The Australian Renewable Energy Agency has announced funding for a $3.3 million “green hydrogen” innovation hub in Western Australia, adding to the growing list of renewable hydrogen projects across the country.
The latest announcement from ARENA is for $1.5 million in funding for a $3.3 million project to trial the production, storage and use of renewable hydrogen to energise a commercial-scale microgrid.
It will also assess the practicalities of replacing natural gas with hydrogen at a city-wide scale across a municipality.
The “green hydrogen” in this instance will be produced from 300kW of on-site solar, and 400kWh of batteries that will time shift electricity and power an electrolyser, which in turn will fuel a range of gas appliances and will blend hydrogen into the natural gas pipeline.
ARENA says the project will also build upon a distributed energy hybrid energy system trial called “GasSola” which includes the installation of rooftop solar with battery storage and standby natural gas generation for nine residential sites in Western Australia’s south west.
The project is just the latest in a series that look to use hydrogen – produced by wind or solar – for generation, a substitute for gas, or short and long term storage.
In South Australia, projects include a facility in Port Lincoln, a trial in central Adelaide, and a major project led by Neoen combining large scale wind and solar at Crystal Brook in the state’s mid-north. And there are big plans for the export of hydrogen too, including from the giant Pilbara renewable energy hub.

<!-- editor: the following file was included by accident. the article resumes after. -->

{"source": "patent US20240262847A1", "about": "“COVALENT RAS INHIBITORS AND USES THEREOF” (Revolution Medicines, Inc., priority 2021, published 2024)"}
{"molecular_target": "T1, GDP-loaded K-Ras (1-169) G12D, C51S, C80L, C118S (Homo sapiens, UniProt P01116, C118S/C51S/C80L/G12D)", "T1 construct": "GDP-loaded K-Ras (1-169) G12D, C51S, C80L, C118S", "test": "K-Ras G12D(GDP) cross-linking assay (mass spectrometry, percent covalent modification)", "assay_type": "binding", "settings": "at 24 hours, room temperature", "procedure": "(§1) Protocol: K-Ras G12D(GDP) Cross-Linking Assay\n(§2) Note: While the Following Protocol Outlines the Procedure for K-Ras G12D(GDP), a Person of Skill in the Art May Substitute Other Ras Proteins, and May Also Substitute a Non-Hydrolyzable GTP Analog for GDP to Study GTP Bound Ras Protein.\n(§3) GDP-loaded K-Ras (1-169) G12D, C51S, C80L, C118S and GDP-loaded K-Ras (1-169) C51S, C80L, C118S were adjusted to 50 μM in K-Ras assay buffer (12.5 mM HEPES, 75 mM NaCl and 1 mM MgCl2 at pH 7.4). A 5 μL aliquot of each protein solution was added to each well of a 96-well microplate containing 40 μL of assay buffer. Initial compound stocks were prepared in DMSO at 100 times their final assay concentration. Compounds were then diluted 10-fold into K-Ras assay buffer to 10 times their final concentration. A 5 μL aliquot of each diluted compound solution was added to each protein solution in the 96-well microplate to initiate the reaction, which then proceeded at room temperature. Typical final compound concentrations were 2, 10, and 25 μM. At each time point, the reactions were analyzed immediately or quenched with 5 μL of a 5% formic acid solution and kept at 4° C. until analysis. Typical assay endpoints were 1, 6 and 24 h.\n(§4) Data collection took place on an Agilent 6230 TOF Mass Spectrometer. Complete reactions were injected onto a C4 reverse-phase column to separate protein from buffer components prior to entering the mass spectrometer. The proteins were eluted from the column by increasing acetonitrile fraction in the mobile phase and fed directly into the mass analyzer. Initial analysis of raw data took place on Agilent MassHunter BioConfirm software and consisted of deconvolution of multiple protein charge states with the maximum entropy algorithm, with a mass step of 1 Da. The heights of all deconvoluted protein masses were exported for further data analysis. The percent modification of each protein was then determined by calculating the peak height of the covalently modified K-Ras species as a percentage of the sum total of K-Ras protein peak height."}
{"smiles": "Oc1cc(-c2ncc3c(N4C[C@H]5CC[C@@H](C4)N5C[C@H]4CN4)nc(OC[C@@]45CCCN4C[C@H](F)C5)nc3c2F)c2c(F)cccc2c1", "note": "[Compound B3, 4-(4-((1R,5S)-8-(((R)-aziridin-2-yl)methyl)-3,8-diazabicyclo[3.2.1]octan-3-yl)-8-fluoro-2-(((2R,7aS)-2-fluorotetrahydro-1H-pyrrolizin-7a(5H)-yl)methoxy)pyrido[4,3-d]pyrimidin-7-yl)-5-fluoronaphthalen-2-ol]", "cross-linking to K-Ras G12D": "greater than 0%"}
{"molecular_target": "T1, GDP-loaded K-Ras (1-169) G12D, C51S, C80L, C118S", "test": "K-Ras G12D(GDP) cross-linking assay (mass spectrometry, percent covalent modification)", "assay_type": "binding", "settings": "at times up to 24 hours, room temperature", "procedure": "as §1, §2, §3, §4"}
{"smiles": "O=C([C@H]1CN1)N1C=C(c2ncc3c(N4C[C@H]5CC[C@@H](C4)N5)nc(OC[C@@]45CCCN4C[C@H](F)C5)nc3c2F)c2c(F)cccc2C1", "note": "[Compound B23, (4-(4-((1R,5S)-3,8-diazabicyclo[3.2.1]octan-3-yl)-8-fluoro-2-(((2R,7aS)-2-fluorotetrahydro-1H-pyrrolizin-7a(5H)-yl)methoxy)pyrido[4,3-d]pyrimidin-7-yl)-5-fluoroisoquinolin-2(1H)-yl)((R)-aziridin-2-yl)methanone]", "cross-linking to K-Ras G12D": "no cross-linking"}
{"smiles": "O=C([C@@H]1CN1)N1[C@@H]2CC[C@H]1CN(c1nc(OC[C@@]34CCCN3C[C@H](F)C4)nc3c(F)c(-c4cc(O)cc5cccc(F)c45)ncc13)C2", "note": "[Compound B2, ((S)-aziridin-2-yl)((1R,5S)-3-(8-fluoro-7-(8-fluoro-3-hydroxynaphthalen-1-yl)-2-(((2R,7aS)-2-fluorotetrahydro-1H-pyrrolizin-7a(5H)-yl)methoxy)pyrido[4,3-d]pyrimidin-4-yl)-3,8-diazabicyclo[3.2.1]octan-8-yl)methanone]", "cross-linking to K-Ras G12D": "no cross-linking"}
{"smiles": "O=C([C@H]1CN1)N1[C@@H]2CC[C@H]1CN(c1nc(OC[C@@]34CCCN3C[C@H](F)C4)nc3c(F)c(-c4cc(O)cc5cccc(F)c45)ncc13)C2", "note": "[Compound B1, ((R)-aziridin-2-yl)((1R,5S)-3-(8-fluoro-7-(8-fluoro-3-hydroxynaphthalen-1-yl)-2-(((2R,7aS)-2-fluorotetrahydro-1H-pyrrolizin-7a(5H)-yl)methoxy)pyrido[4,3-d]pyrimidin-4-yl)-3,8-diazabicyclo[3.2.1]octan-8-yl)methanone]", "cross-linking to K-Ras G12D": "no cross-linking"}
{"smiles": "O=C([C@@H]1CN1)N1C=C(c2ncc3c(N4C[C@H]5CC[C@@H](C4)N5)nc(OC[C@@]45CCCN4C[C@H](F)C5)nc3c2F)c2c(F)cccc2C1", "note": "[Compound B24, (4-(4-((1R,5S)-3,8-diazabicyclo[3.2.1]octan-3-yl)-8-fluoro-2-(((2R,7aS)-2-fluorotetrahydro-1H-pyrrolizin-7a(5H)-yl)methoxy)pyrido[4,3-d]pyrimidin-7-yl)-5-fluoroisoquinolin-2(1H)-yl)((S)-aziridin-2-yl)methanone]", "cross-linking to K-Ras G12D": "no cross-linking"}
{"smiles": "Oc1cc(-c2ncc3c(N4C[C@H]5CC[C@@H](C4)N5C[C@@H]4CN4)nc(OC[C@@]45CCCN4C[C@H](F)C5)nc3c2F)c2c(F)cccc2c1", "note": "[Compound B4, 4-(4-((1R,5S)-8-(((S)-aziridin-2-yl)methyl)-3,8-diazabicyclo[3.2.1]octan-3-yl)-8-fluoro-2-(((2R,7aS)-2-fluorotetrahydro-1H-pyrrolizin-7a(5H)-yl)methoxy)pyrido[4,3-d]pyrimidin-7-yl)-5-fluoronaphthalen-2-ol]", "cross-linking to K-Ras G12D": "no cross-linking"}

The development of hydrogen is being embraced by gas network owners, who fear holding stranded assets if the price of gas continues to rise, or the commodity is sidelined by the development of cheaper wind and solar and the emergence of battery storage.
Sure enough, this project is being managed by Canadian-owned gas network operator ATCO.
“Green hydrogen offers opportunities to provide carbon free energy to cities and towns, while leveraging existing natural gas infrastructure,” ARENA CEO Ivor Frischknecht said in a statement.
“Along with ARENA’s R&D funding round focussed on exporting hydrogen, this project will explore the opportunities for hydrogen in Australia, which could also include the development of standards for green hydrogen production, distribution and use.
ATCO says it believes the gas network will “play a key role” in the future energy mix.
“The project has many exciting elements, but what truly sets it apart is the use of excess renewable energy, which would typically be lost to the system, to produce hydrogen,” managing director and COO Pat Creaghan said in a statement.